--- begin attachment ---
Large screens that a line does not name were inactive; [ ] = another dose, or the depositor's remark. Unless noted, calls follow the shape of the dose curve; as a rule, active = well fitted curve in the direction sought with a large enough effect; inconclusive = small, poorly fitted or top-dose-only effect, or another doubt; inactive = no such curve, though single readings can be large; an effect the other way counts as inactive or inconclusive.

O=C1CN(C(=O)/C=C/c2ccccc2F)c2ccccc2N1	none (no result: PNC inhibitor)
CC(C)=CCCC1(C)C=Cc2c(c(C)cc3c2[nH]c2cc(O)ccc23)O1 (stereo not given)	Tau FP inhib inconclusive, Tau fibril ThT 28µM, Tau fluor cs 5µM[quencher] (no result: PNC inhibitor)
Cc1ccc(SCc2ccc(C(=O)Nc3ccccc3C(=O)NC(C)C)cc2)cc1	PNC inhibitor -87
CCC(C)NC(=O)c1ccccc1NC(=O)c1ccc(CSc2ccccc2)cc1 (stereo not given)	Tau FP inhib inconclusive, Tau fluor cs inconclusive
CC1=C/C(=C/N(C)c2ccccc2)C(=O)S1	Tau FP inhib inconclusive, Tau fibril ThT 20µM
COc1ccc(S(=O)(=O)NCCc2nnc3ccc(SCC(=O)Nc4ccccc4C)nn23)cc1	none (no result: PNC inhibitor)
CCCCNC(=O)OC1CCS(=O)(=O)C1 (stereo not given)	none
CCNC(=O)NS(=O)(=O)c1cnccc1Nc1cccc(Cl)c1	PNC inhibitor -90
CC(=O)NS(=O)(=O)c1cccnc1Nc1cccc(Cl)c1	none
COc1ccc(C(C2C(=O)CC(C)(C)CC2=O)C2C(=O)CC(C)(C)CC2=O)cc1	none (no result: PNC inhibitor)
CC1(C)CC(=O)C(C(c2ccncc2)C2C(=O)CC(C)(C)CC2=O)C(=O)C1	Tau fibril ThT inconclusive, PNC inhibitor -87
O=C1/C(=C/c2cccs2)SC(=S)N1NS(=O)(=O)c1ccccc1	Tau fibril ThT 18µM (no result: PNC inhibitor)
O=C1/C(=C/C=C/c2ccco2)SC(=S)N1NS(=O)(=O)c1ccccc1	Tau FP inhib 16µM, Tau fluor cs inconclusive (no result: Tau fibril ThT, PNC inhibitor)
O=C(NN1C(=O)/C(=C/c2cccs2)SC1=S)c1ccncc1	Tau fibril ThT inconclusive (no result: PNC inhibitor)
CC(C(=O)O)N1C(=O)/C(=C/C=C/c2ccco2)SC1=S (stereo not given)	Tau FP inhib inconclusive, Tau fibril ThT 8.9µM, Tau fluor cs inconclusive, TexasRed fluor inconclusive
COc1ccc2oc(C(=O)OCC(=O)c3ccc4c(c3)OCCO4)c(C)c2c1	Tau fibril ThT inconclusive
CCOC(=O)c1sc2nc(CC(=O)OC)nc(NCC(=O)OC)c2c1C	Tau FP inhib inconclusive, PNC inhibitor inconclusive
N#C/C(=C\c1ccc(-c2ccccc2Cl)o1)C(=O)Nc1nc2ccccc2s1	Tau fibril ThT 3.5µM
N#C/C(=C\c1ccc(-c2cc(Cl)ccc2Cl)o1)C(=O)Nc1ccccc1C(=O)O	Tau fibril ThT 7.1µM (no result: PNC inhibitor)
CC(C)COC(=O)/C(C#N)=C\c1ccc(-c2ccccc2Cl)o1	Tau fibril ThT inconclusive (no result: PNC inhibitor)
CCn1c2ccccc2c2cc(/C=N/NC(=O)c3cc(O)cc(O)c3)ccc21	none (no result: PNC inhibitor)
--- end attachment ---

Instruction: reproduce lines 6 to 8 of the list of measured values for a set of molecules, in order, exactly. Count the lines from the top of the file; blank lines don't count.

CC1=C/C(=C/N(C)c2ccccc2)C(=O)S1	Tau FP inhib inconclusive, Tau fibril ThT 20µM
COc1ccc(S(=O)(=O)NCCc2nnc3ccc(SCC(=O)Nc4ccccc4C)nn23)cc1	none (no result: PNC inhibitor)
CCCCNC(=O)OC1CCS(=O)(=O)C1 (stereo not given)	none